By this time next year, Mendez Elder figures to be on a baseball scholarship at Georgia Tech, Clemson or Rice – the first person in his immediate family to go to college. The catcher is a top prospect in Georgia and was the only inner-city baseball player ever selected for June’s Perfect Game National Showcase in Fort Myers, Fla.
On a recent warm, sunny Saturday morning, Mendez was at Perkerson Park on the south side of Atlanta, helping middle school kids work on their game. Mendez is a catcher with a rocket for an arm. But what he has to offer, any middle school player, regardless of position, would lap up. To them, he’s a bit of a local hero.
Mendez, a rising senior with a 3.3 GPA at Grady High in downtown Atlanta, is a leader on the baseball field and in the community, a coach’s dream, a mother’s answered prayer.
Not too long ago though, he was the polar opposite.
“I never smoke or drank,” Mendez said. “I was just bad. I didn’t listen to no one. I stayed out on the streets, was never at home, lying to my mother, getting in fights, skipping school. I was definitely hanging out with the wrong crowd and headed for that life.
“I got hit with a pistol on top of head. I’ve been shot at before at a party, just hanging with wrong people. Getting shot at changed me because I know I have a future. I want to be first in family to go to college. Even now, it brings tears to my eyes. That’s not my character.”
That’s about when C.J. Stewart, a professional baseball hitting coach and founder of the L.E.A.D. Ambassadors program, tossed Mendez a lifeline. Come learn from Jason Heyward’s personal hitting instructor, be a part of an elite travel team that will assuredly garner the attention of college scouts, and get outfitted with some of the best equipment Nike has to offer. All it would cost Mendez was his old way of life and his selfish, me-first attitude.
And in that fee, there was no negotiating.
Stewart has spent much of the last four years developing top-notch baseball products out of at-risk inner-city kids through L.E.A.D -- a non-profit group that stands for launch, expose, advise and direct. Players receive year-round baseball training — and much more. Over the years, 87 percent of the Ambassador players have gotten a college scholarship to play baseball. The last couple of years, every graduating senior has gone on to play college ball.
That’s the pedigree Stewart is building upon and offering.
“I don’t, and we don’t, take the mentoring role lightly,” C.J. Stewart said. “Many of these kids see drug activity in their neighborhood every day. We’ve got to give them a chance to say no. We can’t be taking something from their hands without putting something in it. That something is baseball, an education, a chance for a better life”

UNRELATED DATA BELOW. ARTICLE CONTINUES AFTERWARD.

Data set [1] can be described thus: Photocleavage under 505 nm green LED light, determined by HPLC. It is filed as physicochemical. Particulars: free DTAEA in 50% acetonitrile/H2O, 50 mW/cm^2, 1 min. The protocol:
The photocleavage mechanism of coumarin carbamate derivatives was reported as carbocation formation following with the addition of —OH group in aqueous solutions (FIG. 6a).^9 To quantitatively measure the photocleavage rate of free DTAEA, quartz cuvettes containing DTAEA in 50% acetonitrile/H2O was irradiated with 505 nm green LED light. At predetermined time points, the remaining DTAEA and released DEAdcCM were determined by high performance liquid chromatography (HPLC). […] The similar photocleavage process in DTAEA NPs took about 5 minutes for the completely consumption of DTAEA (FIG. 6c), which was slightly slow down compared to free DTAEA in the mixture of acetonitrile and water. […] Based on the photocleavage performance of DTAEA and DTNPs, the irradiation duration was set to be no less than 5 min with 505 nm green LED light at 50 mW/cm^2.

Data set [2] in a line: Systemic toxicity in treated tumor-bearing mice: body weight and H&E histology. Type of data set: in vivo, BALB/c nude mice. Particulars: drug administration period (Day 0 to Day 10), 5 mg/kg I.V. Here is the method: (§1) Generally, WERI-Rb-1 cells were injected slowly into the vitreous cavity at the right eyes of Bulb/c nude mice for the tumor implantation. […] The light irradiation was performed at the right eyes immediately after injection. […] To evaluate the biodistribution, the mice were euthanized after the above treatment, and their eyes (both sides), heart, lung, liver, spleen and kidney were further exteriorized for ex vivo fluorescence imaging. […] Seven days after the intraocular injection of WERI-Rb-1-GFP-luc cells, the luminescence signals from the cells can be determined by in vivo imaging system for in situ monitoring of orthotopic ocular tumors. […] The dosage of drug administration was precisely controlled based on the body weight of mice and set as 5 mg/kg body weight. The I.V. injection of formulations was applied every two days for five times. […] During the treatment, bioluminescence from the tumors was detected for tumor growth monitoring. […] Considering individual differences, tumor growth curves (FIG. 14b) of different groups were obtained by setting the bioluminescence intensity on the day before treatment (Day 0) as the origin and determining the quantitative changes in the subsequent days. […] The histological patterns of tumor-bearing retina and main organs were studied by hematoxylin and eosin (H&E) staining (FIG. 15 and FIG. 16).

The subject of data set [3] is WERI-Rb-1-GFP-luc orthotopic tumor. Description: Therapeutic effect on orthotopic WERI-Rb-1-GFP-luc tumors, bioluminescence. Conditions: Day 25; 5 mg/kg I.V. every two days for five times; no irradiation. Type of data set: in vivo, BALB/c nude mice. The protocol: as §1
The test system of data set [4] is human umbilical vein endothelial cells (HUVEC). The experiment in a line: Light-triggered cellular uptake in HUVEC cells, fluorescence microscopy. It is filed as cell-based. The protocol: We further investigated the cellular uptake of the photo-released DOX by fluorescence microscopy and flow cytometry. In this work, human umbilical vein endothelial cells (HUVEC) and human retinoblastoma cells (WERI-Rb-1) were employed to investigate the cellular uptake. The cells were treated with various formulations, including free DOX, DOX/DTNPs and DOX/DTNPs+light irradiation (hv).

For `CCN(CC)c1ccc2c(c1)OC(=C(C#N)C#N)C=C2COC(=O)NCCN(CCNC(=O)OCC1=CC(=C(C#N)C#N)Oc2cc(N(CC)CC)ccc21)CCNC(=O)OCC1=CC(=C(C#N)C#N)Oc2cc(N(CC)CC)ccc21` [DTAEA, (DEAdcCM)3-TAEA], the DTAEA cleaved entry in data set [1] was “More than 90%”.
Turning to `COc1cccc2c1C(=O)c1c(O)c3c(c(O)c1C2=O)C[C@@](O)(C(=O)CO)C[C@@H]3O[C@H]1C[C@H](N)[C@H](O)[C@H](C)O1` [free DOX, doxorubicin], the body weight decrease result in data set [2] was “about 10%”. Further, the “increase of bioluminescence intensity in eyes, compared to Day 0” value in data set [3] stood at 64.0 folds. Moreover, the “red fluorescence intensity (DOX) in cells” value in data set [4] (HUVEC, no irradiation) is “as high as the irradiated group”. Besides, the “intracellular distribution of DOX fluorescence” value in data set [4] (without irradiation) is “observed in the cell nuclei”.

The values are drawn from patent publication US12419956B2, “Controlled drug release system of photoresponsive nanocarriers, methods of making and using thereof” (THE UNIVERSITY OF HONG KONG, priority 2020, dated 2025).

Mendez first got involved for what the Ambassadors could do for him. Now, he’s as concerned about what he can give back.
“As a freshman, I as a pretty good player, but I was real cocky,” he said. “If one of my teammates messed up, I was putting him down pretty bad. Now, I don’t care as much about wining as I do building my teammates up and helping them have fun. Everything is different in this environment. The people I’m meeting in my service projects, or board members, I don’t want to mess that up.”
C.J. Stewart had patience with Mendez. But that patience does have its limits.
“Mendez has one of the best arms I’ve seen,” C.J. Stewart said. “He’s in the top 150 high school players in the nation. But when he first joined us, he wasn’t the young man he is now. We’re willing to give a lot of time and opportunities to the kids, but we’re not going to waste a lot of time on a kid who is profane, vocal, who can’t handle failure without exploding.”
One of Mendez’s younger teammates, Cedric Reed, a sophomore at Carver High in the southwest of the city, has heard about Mendez the Enforcer. He just hasn’t seen it. Nor could he really imagine it.
“Mendez coaches me when I miss a grounder,” said the Ambassador’s shortstop of the future. “I haven’t seen that other side of him. If I mess up something, or if someone else does, or if he strikes out, he just brushes it off instead of getting down on himself or his teammates. He’s one of the guys I really look toward as a mentor.”
Cedric and his twin Cornelius are first-year members of the Ambassadors. Cedric is a little reluctant to talk about the potential lifestyle this program was rescuing him from. He’s got two parents that care about him and his brother, and love them, he said.
So he thinks whatever temptation the streets threw his way, he’d have been able to avoid.
In a separate interview, Cornelius scoffed at that.
“This has saved me from doing a lot of that stuff,” Cornelius said. “In my community, there’s a lot of drugs, shootings, killings. With L.E.A.D., I come to practice every Saturday instead of being tempted to do bad stuff. It took me out of that mindset.”
Like Mendez, Cornelius has seen way too much for a young man of 15.
“I’ve seen people get shot at. I saw a person who’d actually been shot. There are always fights at school, and threats to shoot up the place. Around Coach C.J. and (his wife) Ms. Kelli, I feel safe.”